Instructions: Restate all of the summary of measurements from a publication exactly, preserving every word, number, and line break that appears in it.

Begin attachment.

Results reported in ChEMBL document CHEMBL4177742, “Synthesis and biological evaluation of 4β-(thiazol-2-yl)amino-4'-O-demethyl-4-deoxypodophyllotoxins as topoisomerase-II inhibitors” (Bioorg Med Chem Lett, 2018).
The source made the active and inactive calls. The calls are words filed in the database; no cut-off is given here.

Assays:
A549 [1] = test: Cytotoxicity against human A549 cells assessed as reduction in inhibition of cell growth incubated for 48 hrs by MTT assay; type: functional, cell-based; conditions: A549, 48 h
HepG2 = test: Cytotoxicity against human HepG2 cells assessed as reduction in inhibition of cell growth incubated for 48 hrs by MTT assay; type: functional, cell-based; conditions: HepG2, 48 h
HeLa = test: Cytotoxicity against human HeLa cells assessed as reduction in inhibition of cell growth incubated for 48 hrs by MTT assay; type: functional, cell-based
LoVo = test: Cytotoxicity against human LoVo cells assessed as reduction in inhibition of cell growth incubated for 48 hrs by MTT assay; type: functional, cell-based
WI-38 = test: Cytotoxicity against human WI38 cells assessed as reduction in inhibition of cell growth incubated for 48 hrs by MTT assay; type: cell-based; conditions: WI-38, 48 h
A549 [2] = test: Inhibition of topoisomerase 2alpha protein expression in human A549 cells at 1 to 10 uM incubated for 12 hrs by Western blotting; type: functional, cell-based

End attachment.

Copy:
Results reported in ChEMBL document CHEMBL4177742, “Synthesis and biological evaluation of 4β-(thiazol-2-yl)amino-4'-O-demethyl-4-deoxypodophyllotoxins as topoisomerase-II inhibitors” (Bioorg Med Chem Lett, 2018).
The source made the active and inactive calls. The calls are words filed in the database; no cut-off is given here.

Assays:
A549 [1] = test: Cytotoxicity against human A549 cells assessed as reduction in inhibition of cell growth incubated for 48 hrs by MTT assay; type: functional, cell-based; conditions: A549, 48 h
HepG2 = test: Cytotoxicity against human HepG2 cells assessed as reduction in inhibition of cell growth incubated for 48 hrs by MTT assay; type: functional, cell-based; conditions: HepG2, 48 h
HeLa = test: Cytotoxicity against human HeLa cells assessed as reduction in inhibition of cell growth incubated for 48 hrs by MTT assay; type: functional, cell-based
LoVo = test: Cytotoxicity against human LoVo cells assessed as reduction in inhibition of cell growth incubated for 48 hrs by MTT assay; type: functional, cell-based
WI-38 = test: Cytotoxicity against human WI38 cells assessed as reduction in inhibition of cell growth incubated for 48 hrs by MTT assay; type: cell-based; conditions: WI-38, 48 h
A549 [2] = test: Inhibition of topoisomerase 2alpha protein expression in human A549 cells at 1 to 10 uM incubated for 12 hrs by Western blotting; type: functional, cell-based